FIG. 16 is a circuit diagram illustrating the detailed construction of the fourth preferred embodiment of the frequency converter shown in FIG. 15. In FIG. 16, the signal synthesizer circuit 10A comprises: a pair of transistors Tr6 and Tr7 for inputting local oscillation signals (Lo) to the emitters thereof; and a pair of transistors Tr8 and Tr9, the collectors of which are connected to the transistors Tr6 and Tr7, and the bases of which receive the modulating signals. The amplitude limitation amplifier circuit 20A comprises a differential amplifier which includes a transistor Tr24, the base of which receives the output at the connection point between the collectors of the transistors Tr6 and Tr8, and a transistor Tr25, the base of which receives the output at the connection point between the collectors of the transistors Tr7 and Tr9. The band-pass filter (BPF) 30A comprises: a pair of inductors connected to the pair of transistors Tr24 and Tr25 forming the differential amplifier; capacitors connected in parallel to the inductors; and terminals 6 for taking the RF output as a modulated signal out of the connecting point between a coil and the capacitor, another capacitor being provided between the terminals 6 and the connection points.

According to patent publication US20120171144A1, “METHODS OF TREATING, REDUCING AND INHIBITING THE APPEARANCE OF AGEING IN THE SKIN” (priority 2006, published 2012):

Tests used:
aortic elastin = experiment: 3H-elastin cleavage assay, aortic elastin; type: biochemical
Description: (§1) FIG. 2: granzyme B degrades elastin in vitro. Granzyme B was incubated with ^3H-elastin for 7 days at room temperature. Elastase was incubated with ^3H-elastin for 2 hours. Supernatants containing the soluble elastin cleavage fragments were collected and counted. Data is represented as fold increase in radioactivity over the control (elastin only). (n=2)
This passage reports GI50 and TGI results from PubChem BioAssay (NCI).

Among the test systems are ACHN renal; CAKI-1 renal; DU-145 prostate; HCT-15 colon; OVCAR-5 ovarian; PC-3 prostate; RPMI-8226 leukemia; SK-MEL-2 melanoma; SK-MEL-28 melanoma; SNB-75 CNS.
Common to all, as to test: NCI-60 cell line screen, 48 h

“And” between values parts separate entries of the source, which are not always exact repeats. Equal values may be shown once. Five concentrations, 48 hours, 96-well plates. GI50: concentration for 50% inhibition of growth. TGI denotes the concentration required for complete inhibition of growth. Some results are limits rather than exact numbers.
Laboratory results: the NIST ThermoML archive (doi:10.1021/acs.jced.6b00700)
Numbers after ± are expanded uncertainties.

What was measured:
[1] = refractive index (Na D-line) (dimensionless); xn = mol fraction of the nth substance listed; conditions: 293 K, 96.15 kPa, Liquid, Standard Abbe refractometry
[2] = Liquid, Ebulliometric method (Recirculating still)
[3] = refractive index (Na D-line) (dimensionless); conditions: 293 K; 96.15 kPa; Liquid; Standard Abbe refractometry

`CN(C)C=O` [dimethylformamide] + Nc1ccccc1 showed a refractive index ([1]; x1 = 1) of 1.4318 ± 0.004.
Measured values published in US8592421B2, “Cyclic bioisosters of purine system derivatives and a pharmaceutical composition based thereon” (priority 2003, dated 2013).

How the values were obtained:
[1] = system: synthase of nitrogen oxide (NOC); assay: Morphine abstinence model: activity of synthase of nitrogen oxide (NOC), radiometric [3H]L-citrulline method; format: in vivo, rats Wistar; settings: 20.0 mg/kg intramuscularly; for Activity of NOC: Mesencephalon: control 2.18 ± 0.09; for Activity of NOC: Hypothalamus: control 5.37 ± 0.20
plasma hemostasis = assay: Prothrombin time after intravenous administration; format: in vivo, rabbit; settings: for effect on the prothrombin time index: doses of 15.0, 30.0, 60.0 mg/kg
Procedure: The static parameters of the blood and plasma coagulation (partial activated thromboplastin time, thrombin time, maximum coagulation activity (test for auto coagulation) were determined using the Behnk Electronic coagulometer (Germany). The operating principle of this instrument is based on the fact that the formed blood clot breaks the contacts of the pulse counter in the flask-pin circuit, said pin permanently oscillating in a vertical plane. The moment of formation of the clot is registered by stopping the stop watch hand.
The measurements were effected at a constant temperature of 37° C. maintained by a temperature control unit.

FIG. 17 is a block diagram of the fifth preferred embodiment of a frequency converter according to the present invention. In FIG. 17, the fifth preferred embodiment of the frequency converter comprises: a comparator 25 for inputting a high-frequency (RF) signal and a local oscillation (Lo) signal to compare these two signals; and a low-pass filter (LPF) 30 for inputting the output compared by the comparator 25 to allow only low-frequency components to pass therethrough.

With this construction, a high-frequency (RF) signal is inputted to one of input terminals of the comparator 25, and a local oscillation (Lo) signal is inputted to the other input terminal. The output of the comparator is either a high voltage (binary "1") and a low voltage (binary "0"). When the voltage of the first input terminal is higher than the input voltage of the second input terminal, the output of the comparator is the high voltage, and in the inverse case, it is the low voltage. Therefore, one comparator 25 can have two functions for signal synthesis and amplitude limitation. Similar to the first preferred embodiment, the output is pulse-width modulated by the amplitude of the high-frequency signal, and it is possible to take out a desired signal by removing undesired signal components by the LPF 30.